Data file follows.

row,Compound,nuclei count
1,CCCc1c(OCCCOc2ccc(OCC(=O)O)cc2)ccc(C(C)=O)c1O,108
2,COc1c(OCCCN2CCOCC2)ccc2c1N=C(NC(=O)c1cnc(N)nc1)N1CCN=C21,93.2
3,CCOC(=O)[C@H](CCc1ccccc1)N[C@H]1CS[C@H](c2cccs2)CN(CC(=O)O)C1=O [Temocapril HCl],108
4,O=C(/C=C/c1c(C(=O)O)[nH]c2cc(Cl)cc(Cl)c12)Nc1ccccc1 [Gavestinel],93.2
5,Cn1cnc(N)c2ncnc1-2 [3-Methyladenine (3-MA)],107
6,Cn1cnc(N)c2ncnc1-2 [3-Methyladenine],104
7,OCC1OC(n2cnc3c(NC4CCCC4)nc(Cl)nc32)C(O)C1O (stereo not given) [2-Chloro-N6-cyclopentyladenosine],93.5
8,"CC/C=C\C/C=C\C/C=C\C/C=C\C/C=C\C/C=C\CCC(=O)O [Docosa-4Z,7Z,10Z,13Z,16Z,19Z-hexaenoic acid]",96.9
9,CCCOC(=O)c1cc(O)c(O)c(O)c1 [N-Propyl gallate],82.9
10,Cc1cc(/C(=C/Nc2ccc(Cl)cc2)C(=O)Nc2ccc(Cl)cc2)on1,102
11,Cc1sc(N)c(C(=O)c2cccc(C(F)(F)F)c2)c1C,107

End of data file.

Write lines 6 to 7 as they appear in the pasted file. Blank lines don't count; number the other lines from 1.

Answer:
5,Cn1cnc(N)c2ncnc1-2 [3-Methyladenine (3-MA)],107
6,Cn1cnc(N)c2ncnc1-2 [3-Methyladenine],104